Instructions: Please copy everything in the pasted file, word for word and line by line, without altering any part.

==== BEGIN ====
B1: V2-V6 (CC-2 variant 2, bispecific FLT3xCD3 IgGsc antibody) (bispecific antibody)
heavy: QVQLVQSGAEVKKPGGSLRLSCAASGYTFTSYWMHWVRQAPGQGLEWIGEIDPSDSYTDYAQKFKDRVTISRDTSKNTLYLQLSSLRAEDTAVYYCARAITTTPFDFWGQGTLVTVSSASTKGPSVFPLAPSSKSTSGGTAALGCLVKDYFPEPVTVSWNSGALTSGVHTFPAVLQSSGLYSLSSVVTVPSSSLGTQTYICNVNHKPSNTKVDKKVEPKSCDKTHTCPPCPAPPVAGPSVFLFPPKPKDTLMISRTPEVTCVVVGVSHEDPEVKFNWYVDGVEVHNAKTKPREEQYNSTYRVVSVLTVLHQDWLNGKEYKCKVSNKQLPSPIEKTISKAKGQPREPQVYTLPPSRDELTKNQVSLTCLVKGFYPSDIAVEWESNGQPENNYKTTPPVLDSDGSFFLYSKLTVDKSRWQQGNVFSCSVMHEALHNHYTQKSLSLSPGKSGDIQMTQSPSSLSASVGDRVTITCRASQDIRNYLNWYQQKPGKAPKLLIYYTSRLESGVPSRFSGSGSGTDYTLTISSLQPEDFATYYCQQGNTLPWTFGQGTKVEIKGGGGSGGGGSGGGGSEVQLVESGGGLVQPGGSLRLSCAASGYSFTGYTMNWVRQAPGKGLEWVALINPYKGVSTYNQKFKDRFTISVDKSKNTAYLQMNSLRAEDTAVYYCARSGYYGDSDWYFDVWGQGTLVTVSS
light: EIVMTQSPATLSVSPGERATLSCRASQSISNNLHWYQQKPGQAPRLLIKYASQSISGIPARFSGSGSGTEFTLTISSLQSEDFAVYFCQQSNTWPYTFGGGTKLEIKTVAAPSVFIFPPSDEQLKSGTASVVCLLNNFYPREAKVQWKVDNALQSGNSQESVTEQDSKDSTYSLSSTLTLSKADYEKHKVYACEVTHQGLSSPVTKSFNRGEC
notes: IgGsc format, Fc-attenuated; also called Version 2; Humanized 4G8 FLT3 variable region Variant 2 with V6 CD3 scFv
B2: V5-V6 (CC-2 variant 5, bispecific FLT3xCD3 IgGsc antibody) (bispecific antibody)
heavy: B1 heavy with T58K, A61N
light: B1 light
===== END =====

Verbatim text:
B1: V2-V6 (CC-2 variant 2, bispecific FLT3xCD3 IgGsc antibody) (bispecific antibody)
heavy: QVQLVQSGAEVKKPGGSLRLSCAASGYTFTSYWMHWVRQAPGQGLEWIGEIDPSDSYTDYAQKFKDRVTISRDTSKNTLYLQLSSLRAEDTAVYYCARAITTTPFDFWGQGTLVTVSSASTKGPSVFPLAPSSKSTSGGTAALGCLVKDYFPEPVTVSWNSGALTSGVHTFPAVLQSSGLYSLSSVVTVPSSSLGTQTYICNVNHKPSNTKVDKKVEPKSCDKTHTCPPCPAPPVAGPSVFLFPPKPKDTLMISRTPEVTCVVVGVSHEDPEVKFNWYVDGVEVHNAKTKPREEQYNSTYRVVSVLTVLHQDWLNGKEYKCKVSNKQLPSPIEKTISKAKGQPREPQVYTLPPSRDELTKNQVSLTCLVKGFYPSDIAVEWESNGQPENNYKTTPPVLDSDGSFFLYSKLTVDKSRWQQGNVFSCSVMHEALHNHYTQKSLSLSPGKSGDIQMTQSPSSLSASVGDRVTITCRASQDIRNYLNWYQQKPGKAPKLLIYYTSRLESGVPSRFSGSGSGTDYTLTISSLQPEDFATYYCQQGNTLPWTFGQGTKVEIKGGGGSGGGGSGGGGSEVQLVESGGGLVQPGGSLRLSCAASGYSFTGYTMNWVRQAPGKGLEWVALINPYKGVSTYNQKFKDRFTISVDKSKNTAYLQMNSLRAEDTAVYYCARSGYYGDSDWYFDVWGQGTLVTVSS
light: EIVMTQSPATLSVSPGERATLSCRASQSISNNLHWYQQKPGQAPRLLIKYASQSISGIPARFSGSGSGTEFTLTISSLQSEDFAVYFCQQSNTWPYTFGGGTKLEIKTVAAPSVFIFPPSDEQLKSGTASVVCLLNNFYPREAKVQWKVDNALQSGNSQESVTEQDSKDSTYSLSSTLTLSKADYEKHKVYACEVTHQGLSSPVTKSFNRGEC
notes: IgGsc format, Fc-attenuated; also called Version 2; Humanized 4G8 FLT3 variable region Variant 2 with V6 CD3 scFv
B2: V5-V6 (CC-2 variant 5, bispecific FLT3xCD3 IgGsc antibody) (bispecific antibody)
heavy: B1 heavy with T58K, A61N
light: B1 light